Chadian police fire tear gas to scatter anti-junta protesters
Military authorities late on Friday banned the protest called by the Wakit Tamma grouping of opposition political parties and civil society bodies.
Police used tear gas to break up a gathering in a southern district of the capital N'Djamena, an AFP reporter said, adding that security forces had fanned out across the city.
A small group of people burnt a French flag in a northern area. France, Chad's former colonial ruler, was a traditional backer of Deby and is seen by some as supporting the junta that seized power after Deby's death.
The Transitional Military Council (CMT) took charge on April 20, the day that Deby's shock death was announced. It is headed by Deby's son Mahamat, a four-star general.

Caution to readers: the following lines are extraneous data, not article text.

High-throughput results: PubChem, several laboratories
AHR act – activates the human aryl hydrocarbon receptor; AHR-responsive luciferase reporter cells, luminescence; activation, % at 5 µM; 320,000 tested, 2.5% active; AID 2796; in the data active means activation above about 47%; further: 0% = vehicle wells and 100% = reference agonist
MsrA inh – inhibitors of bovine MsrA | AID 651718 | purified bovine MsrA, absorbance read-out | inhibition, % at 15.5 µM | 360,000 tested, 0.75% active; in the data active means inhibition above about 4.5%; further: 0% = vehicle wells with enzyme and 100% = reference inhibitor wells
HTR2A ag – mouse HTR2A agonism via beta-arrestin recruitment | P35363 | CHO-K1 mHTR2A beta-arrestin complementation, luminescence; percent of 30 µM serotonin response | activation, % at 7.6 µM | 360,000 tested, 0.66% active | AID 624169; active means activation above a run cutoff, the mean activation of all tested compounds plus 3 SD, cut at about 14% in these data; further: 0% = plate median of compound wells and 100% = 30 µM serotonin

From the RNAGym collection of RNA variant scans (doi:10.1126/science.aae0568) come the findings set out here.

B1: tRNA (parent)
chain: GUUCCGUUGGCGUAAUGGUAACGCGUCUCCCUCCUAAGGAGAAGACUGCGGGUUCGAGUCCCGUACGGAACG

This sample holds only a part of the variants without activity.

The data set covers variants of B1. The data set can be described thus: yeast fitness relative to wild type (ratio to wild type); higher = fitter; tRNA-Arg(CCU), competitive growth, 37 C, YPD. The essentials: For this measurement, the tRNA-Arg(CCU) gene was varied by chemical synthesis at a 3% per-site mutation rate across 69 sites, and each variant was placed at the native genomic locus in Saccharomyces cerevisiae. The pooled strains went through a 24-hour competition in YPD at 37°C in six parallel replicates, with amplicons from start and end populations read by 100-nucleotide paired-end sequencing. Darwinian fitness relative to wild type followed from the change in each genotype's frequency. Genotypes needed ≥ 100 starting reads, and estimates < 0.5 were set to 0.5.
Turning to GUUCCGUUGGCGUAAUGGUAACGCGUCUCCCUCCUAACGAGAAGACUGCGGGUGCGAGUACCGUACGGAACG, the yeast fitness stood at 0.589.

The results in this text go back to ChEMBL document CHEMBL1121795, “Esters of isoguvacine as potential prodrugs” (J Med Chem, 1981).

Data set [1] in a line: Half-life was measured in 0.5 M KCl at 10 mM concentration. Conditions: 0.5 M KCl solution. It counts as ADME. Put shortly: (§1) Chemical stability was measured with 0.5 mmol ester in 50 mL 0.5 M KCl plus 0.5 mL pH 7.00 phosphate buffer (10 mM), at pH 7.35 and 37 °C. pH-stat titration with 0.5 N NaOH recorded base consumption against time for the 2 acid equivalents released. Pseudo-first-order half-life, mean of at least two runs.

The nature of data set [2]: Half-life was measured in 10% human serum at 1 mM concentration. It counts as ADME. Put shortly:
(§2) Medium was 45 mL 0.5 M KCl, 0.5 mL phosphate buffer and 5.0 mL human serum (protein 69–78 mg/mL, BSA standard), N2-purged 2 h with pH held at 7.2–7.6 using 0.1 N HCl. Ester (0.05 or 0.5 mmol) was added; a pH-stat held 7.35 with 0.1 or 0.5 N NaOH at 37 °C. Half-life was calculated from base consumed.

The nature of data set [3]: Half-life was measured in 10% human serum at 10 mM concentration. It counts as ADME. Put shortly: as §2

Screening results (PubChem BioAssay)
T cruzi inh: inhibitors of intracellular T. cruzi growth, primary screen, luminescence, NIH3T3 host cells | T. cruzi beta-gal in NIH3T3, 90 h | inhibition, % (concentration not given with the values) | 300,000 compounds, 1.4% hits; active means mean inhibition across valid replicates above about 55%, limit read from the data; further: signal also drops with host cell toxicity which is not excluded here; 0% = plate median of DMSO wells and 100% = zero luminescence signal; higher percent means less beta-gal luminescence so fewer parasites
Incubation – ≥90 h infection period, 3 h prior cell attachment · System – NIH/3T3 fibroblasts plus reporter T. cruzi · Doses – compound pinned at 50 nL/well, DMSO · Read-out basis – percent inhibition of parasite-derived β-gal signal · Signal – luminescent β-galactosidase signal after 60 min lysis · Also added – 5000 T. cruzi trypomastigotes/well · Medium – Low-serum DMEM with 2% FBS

Protests broke out almost immediately and have been brutally quashed, resulting in six deaths according to officials, and nine according to NGOs.
Over 600 people have been arrested.
Mahamat Idriss Deby has pledged to hold "free and democratic" elections in 18 months. He has named a transitional government that is overwhelmingly dominated by ruling party figures and stalwarts of the old regime.
Chad claims that the Front for Change and Concord in Chad (FACT), a large armed group with a rear base in Libya which mounted an offensive on April 11, is retreating after a government offensive.
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